Apart from the NRL's insistence that it levies bookmakers the greater of three per cent on turnover or 20 per cent of gross revenue on each individual bet type that has four or more options, such as first tryscorer markets, bookmakers are revolting against plans to backdate the charges to March 1.
Given the raft of upset results over the first two months of the season, it could see the NRL pocket a windfall estimated to be several million dollars above fees they've collected under the terms of temporary agreements.
The higher taxes bookmakers could be forced to pay has already prompted some to hint they will drastically shave back their promotion of NRL markets, which would ultimately cut the amount of revenue the code could generate from the growth of sports betting.
Some of the country's racing jurisdictions, which almost exclusively derive their income from gambling, charge betting taxes at a lower rate than those proposed by the NRL, which could watch bookmakers pump millions into more liberally marketing markets on AFL and rugby union.
The longtime fee on standard bet types such as head-to-head and line-betting has traditionally been 1.2 per cent of turnover.
One way for bookmakers to skirt having to fork out the extra fees for bet types with four or more winning options would be to realign how they offer popular markets, such as margin betting.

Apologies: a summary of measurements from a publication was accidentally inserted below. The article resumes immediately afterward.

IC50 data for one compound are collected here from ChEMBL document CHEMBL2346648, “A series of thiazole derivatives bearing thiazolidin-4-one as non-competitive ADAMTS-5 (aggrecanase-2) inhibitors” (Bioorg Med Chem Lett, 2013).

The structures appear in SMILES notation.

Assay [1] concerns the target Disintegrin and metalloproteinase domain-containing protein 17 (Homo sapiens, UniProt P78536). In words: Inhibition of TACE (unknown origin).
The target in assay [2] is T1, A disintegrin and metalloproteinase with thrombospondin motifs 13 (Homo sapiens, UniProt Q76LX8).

Instead of offering a margin option with five winning options – including 1-12 and 13+ for both teams alongside a draw – bookmakers have floated the prospect of cutting it back to just three winning options, thus foregoing the NRL's inflated fees for markets with four or more options.
There is also a sense within NRL headquarters that the hardline stance with the new integrity accords is a sign the game is comfortable distancing itself from gambling, even if it results in the game not maximising its revenue from the sector.
The Tim Simona scandal and a long-running investigation into match fixing in the code, which ultimately led to no charges, triggered a raft of negative publicity for rugby league.
The NRL has already banned all wagering sponsorship and signage from its new four-team women's competition, which is due to kick off later this year.
A recent Roy Morgan poll said 7.6 per cent of money bet in Australia is on NRL and State of Origin, a figure which outstrips AFL's (6.8 per cent) slice of the wagering pie.
Adam Pengilly is a Sports reporter for The Sydney Morning Herald.
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